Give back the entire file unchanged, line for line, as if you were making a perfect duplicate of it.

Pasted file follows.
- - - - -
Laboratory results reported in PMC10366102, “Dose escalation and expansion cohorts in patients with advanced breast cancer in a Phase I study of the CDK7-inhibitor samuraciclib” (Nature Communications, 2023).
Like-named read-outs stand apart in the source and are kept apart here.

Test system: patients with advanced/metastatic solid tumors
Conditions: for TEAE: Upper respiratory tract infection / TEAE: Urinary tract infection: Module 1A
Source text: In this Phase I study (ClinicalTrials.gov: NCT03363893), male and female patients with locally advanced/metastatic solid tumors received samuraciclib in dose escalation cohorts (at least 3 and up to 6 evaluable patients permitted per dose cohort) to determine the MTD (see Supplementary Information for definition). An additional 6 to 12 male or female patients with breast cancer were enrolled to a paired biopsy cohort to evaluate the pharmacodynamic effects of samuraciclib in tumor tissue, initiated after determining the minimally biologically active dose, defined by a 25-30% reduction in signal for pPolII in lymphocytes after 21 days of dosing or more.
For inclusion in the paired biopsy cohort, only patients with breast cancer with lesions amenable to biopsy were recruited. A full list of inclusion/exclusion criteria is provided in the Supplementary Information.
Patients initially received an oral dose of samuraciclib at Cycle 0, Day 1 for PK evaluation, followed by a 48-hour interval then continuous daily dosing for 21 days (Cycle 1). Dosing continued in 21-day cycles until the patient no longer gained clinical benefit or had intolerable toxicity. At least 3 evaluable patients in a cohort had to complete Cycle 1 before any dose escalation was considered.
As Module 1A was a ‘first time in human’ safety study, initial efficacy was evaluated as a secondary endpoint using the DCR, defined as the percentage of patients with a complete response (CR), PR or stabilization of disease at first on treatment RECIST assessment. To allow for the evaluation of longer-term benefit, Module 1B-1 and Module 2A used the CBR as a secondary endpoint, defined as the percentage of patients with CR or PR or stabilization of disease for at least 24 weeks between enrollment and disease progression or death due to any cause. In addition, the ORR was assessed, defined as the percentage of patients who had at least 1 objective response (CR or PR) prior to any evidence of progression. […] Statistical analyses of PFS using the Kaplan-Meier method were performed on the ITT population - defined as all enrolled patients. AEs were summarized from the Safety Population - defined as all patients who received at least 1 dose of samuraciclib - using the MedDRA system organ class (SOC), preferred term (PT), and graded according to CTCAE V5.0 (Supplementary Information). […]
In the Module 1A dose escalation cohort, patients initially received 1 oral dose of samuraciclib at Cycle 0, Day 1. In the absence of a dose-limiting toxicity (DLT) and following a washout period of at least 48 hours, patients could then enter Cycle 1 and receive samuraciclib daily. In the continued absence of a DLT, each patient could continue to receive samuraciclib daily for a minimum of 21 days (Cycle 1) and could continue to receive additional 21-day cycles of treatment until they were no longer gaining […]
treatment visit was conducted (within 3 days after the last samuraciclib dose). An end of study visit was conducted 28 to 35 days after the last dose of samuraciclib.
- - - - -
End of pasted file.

Laboratory results reported in PMC10366102, “Dose escalation and expansion cohorts in patients with advanced breast cancer in a Phase I study of the CDK7-inhibitor samuraciclib” (Nature Communications, 2023).
Like-named read-outs stand apart in the source and are kept apart here.

Test system: patients with advanced/metastatic solid tumors
Conditions: for TEAE: Upper respiratory tract infection / TEAE: Urinary tract infection: Module 1A
Source text: In this Phase I study (ClinicalTrials.gov: NCT03363893), male and female patients with locally advanced/metastatic solid tumors received samuraciclib in dose escalation cohorts (at least 3 and up to 6 evaluable patients permitted per dose cohort) to determine the MTD (see Supplementary Information for definition). An additional 6 to 12 male or female patients with breast cancer were enrolled to a paired biopsy cohort to evaluate the pharmacodynamic effects of samuraciclib in tumor tissue, initiated after determining the minimally biologically active dose, defined by a 25-30% reduction in signal for pPolII in lymphocytes after 21 days of dosing or more.
For inclusion in the paired biopsy cohort, only patients with breast cancer with lesions amenable to biopsy were recruited. A full list of inclusion/exclusion criteria is provided in the Supplementary Information.
Patients initially received an oral dose of samuraciclib at Cycle 0, Day 1 for PK evaluation, followed by a 48-hour interval then continuous daily dosing for 21 days (Cycle 1). Dosing continued in 21-day cycles until the patient no longer gained clinical benefit or had intolerable toxicity. At least 3 evaluable patients in a cohort had to complete Cycle 1 before any dose escalation was considered.
As Module 1A was a ‘first time in human’ safety study, initial efficacy was evaluated as a secondary endpoint using the DCR, defined as the percentage of patients with a complete response (CR), PR or stabilization of disease at first on treatment RECIST assessment. To allow for the evaluation of longer-term benefit, Module 1B-1 and Module 2A used the CBR as a secondary endpoint, defined as the percentage of patients with CR or PR or stabilization of disease for at least 24 weeks between enrollment and disease progression or death due to any cause. In addition, the ORR was assessed, defined as the percentage of patients who had at least 1 objective response (CR or PR) prior to any evidence of progression. […] Statistical analyses of PFS using the Kaplan-Meier method were performed on the ITT population - defined as all enrolled patients. AEs were summarized from the Safety Population - defined as all patients who received at least 1 dose of samuraciclib - using the MedDRA system organ class (SOC), preferred term (PT), and graded according to CTCAE V5.0 (Supplementary Information). […]
In the Module 1A dose escalation cohort, patients initially received 1 oral dose of samuraciclib at Cycle 0, Day 1. In the absence of a dose-limiting toxicity (DLT) and following a washout period of at least 48 hours, patients could then enter Cycle 1 and receive samuraciclib daily. In the continued absence of a DLT, each patient could continue to receive samuraciclib daily for a minimum of 21 days (Cycle 1) and could continue to receive additional 21-day cycles of treatment until they were no longer gaining […]
treatment visit was conducted (within 3 days after the last samuraciclib dose). An end of study visit was conducted 28 to 35 days after the last dose of samuraciclib.